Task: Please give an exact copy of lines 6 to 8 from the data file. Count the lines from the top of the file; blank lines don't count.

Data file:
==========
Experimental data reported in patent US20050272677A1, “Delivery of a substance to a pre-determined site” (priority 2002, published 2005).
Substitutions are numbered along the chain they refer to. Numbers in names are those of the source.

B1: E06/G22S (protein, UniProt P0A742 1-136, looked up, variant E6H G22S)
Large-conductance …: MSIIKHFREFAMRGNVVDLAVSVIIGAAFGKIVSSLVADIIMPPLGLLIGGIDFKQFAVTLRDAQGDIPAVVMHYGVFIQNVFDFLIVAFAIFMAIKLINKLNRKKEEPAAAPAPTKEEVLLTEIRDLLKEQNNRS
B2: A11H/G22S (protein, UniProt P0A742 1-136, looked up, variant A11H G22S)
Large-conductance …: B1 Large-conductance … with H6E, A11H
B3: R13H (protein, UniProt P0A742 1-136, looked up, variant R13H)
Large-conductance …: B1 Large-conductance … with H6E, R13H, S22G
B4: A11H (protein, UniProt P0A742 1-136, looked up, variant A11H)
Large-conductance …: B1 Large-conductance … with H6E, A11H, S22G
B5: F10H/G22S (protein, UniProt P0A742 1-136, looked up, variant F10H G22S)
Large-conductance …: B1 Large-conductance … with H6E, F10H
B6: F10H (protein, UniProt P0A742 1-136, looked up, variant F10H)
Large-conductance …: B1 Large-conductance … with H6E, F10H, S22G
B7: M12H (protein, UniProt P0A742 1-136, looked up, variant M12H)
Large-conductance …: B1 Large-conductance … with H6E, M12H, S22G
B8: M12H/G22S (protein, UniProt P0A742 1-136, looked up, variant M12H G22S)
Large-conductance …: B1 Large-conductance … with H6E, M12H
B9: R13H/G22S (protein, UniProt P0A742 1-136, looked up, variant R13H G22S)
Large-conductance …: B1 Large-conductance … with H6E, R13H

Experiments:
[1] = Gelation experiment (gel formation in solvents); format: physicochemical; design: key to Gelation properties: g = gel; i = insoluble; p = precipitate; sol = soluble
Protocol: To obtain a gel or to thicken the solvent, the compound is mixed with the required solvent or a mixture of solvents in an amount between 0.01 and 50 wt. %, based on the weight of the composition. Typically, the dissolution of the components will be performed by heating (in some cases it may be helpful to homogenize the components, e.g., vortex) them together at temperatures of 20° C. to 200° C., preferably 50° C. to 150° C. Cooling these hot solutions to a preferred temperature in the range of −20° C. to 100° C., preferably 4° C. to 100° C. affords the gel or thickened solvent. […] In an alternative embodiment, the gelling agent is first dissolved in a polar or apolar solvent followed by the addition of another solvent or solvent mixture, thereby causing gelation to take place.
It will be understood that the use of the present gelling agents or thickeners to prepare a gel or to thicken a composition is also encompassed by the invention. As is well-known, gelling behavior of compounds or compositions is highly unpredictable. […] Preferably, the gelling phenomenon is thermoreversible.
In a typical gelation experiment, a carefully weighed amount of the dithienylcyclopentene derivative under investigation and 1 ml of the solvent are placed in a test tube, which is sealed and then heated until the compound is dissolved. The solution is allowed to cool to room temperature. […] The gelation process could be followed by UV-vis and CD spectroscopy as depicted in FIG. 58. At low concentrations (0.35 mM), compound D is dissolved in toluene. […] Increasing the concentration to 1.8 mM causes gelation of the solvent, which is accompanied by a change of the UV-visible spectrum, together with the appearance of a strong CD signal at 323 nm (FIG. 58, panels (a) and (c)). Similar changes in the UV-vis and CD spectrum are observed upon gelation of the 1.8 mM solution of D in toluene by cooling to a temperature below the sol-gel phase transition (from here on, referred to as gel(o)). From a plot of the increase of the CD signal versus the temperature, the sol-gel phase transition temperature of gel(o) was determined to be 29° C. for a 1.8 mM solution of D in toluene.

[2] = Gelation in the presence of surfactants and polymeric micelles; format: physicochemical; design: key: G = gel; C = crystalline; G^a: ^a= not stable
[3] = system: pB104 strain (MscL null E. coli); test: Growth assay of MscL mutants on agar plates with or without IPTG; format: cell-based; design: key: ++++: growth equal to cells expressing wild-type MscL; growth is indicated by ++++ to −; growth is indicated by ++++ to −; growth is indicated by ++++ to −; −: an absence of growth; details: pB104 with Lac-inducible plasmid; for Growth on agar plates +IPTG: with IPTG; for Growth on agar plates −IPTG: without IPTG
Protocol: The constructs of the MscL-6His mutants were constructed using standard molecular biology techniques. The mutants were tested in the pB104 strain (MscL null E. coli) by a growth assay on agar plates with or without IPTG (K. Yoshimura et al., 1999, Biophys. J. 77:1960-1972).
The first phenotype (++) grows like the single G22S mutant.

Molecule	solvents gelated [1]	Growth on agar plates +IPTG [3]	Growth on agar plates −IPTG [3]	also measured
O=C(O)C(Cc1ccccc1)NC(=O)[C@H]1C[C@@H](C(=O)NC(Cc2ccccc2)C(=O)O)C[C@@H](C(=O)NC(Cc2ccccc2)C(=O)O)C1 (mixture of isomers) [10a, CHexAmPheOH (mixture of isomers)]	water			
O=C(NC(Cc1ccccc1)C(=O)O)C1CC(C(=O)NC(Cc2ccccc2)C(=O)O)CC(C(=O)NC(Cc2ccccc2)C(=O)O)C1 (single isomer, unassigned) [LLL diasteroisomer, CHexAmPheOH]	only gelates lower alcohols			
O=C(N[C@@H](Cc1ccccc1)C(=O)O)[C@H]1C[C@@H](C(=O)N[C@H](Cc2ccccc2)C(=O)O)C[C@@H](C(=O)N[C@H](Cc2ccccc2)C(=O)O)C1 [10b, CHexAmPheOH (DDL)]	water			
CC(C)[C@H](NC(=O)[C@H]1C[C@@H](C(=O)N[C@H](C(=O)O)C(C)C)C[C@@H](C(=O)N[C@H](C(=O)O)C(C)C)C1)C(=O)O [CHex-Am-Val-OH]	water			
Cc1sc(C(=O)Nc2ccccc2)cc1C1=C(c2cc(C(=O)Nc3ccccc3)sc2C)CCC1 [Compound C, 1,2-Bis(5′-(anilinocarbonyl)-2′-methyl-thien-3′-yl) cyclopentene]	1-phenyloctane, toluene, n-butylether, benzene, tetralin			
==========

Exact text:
Large-conductance …: B1 Large-conductance … with H6E, A11H
B3: R13H (protein, UniProt P0A742 1-136, looked up, variant R13H)
Large-conductance …: B1 Large-conductance … with H6E, R13H, S22G